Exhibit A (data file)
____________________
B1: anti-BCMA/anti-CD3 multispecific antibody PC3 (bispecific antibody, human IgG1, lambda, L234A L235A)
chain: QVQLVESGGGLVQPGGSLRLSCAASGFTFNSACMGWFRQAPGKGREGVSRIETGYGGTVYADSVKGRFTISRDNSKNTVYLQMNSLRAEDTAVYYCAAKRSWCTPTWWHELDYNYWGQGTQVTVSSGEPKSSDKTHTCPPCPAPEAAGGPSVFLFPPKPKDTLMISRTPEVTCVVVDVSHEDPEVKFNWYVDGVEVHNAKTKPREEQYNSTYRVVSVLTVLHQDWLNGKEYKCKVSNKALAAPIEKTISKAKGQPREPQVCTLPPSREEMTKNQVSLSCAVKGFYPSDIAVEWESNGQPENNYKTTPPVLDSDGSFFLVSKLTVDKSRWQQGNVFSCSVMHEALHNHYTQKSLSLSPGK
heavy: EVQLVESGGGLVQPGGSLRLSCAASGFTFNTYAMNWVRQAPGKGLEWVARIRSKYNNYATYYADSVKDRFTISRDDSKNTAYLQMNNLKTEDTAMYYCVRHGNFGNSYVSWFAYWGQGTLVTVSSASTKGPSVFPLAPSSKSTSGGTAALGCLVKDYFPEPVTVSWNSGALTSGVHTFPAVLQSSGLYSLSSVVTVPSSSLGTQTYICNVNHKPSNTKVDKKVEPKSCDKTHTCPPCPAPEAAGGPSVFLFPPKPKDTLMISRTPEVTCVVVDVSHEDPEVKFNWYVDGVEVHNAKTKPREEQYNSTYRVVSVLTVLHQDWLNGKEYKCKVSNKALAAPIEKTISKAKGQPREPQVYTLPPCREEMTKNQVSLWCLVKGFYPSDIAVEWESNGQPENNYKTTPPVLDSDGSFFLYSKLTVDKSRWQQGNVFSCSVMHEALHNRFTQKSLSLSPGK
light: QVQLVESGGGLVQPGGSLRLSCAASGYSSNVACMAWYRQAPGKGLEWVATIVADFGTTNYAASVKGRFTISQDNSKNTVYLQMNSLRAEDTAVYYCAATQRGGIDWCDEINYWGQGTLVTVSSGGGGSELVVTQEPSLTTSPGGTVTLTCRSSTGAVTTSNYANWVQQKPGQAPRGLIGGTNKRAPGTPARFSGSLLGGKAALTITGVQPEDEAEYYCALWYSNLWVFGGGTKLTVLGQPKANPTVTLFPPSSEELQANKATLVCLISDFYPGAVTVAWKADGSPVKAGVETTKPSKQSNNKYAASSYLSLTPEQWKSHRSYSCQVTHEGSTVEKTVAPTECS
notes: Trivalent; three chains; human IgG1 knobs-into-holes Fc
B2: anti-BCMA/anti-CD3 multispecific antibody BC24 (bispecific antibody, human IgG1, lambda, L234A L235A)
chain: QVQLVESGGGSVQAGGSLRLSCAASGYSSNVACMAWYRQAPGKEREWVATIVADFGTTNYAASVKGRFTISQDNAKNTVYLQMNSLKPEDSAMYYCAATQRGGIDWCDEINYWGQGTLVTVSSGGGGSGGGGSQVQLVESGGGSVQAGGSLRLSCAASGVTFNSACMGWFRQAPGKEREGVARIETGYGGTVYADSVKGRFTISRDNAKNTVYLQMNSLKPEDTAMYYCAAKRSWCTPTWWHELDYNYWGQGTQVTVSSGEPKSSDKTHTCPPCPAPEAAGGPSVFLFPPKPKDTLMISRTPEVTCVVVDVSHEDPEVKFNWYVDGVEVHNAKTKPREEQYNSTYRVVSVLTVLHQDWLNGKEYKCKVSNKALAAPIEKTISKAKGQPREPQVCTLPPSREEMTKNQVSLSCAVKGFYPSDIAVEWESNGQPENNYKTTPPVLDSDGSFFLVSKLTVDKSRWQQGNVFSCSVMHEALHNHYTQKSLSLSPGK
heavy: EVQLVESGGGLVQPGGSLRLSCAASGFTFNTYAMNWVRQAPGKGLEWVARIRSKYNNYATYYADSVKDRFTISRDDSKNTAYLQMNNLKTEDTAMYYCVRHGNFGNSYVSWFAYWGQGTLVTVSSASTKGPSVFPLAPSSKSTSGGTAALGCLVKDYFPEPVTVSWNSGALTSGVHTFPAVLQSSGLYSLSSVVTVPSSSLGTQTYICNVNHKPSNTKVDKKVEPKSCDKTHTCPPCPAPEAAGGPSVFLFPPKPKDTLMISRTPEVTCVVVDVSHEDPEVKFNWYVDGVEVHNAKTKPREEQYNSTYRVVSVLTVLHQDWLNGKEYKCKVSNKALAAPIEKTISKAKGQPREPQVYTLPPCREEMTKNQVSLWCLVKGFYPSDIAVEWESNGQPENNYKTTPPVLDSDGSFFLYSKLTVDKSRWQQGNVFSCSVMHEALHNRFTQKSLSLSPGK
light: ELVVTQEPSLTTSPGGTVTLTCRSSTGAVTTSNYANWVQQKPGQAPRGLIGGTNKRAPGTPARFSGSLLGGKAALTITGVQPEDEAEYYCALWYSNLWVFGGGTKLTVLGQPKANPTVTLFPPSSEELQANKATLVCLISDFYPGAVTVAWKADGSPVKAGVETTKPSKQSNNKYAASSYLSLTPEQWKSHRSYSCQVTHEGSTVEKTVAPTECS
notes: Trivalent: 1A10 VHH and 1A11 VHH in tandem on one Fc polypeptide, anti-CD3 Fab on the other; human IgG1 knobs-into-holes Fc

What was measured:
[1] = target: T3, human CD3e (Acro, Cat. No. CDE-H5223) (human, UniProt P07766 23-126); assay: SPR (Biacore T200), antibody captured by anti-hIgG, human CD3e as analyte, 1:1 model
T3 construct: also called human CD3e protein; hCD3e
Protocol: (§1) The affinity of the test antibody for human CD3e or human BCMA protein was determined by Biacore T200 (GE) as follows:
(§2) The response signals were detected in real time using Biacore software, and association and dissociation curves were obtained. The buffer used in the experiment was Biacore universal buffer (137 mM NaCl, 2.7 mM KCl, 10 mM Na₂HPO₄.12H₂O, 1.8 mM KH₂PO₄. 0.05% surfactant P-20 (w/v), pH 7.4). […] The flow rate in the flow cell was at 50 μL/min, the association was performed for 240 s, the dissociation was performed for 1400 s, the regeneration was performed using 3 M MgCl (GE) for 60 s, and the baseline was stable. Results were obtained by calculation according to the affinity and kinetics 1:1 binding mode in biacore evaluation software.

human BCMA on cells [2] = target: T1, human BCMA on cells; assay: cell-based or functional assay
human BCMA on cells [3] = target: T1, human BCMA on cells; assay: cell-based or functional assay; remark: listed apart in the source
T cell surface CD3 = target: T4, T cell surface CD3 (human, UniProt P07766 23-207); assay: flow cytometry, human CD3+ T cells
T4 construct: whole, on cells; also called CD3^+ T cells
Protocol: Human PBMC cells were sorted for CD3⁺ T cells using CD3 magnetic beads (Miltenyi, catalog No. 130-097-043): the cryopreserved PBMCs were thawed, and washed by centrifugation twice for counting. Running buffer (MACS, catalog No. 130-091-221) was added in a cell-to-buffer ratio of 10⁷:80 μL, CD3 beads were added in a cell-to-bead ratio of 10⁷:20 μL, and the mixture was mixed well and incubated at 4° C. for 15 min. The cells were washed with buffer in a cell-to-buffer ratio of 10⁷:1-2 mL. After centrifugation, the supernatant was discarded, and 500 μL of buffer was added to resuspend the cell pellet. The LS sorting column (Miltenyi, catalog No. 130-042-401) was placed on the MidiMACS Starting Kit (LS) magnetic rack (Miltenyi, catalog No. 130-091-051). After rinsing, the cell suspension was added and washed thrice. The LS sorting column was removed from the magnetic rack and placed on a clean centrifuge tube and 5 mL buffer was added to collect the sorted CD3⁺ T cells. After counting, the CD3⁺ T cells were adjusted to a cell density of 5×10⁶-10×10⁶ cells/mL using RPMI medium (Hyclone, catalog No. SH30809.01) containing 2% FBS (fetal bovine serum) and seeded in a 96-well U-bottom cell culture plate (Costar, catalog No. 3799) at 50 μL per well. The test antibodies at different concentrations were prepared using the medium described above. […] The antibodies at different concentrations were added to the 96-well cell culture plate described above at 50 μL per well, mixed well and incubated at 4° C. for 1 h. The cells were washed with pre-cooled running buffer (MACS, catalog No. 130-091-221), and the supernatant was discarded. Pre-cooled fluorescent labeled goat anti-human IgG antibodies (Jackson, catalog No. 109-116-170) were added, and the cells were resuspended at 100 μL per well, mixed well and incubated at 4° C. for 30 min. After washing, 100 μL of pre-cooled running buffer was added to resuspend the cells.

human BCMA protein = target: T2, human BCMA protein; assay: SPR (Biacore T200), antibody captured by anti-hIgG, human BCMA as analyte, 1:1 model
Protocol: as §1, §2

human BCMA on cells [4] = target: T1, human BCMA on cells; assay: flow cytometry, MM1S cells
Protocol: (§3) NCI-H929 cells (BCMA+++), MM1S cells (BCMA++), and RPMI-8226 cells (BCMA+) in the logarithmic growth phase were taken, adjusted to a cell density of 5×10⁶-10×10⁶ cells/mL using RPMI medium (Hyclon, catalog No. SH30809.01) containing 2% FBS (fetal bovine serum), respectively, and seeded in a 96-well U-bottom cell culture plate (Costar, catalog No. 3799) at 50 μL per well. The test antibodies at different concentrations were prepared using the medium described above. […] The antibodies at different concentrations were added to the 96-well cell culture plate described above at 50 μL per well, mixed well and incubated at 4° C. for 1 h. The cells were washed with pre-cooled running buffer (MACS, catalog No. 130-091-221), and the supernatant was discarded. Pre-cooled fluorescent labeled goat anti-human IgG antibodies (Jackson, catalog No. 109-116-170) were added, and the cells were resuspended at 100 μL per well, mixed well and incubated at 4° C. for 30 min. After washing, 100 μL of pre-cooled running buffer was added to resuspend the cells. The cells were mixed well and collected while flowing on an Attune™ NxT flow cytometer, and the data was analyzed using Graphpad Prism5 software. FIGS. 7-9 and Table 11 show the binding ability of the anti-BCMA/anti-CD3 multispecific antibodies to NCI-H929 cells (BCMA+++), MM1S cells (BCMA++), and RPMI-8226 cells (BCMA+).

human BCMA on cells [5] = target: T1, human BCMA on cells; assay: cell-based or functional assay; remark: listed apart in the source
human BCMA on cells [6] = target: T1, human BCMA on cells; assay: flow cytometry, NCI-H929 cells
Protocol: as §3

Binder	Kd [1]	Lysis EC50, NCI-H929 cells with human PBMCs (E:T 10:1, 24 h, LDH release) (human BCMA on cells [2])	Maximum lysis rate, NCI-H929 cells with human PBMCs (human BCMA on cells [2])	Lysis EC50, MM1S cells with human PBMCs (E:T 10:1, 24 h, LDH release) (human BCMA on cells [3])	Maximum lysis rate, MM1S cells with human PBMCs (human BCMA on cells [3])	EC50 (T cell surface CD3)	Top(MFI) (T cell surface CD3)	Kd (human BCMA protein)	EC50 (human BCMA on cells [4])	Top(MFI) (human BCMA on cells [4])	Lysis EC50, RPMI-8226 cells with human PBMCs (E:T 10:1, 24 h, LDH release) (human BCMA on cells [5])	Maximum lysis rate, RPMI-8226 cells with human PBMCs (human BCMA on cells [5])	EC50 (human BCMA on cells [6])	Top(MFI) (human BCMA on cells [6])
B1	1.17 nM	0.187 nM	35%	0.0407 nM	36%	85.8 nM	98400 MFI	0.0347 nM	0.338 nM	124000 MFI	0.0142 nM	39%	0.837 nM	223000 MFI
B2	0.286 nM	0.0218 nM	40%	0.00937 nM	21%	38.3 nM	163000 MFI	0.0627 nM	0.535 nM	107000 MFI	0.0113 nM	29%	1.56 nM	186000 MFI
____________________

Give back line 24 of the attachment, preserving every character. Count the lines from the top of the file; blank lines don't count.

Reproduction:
Protocol: (§3) NCI-H929 cells (BCMA+++), MM1S cells (BCMA++), and RPMI-8226 cells (BCMA+) in the logarithmic growth phase were taken, adjusted to a cell density of 5×10⁶-10×10⁶ cells/mL using RPMI medium (Hyclon, catalog No. SH30809.01) containing 2% FBS (fetal bovine serum), respectively, and seeded in a 96-well U-bottom cell culture plate (Costar, catalog No. 3799) at 50 μL per well. The test antibodies at different concentrations were prepared using the medium described above. […] The antibodies at different concentrations were added to the 96-well cell culture plate described above at 50 μL per well, mixed well and incubated at 4° C. for 1 h. The cells were washed with pre-cooled running buffer (MACS, catalog No. 130-091-221), and the supernatant was discarded. Pre-cooled fluorescent labeled goat anti-human IgG antibodies (Jackson, catalog No. 109-116-170) were added, and the cells were resuspended at 100 μL per well, mixed well and incubated at 4° C. for 30 min. After washing, 100 μL of pre-cooled running buffer was added to resuspend the cells. The cells were mixed well and collected while flowing on an Attune™ NxT flow cytometer, and the data was analyzed using Graphpad Prism5 software. FIGS. 7-9 and Table 11 show the binding ability of the anti-BCMA/anti-CD3 multispecific antibodies to NCI-H929 cells (BCMA+++), MM1S cells (BCMA++), and RPMI-8226 cells (BCMA+).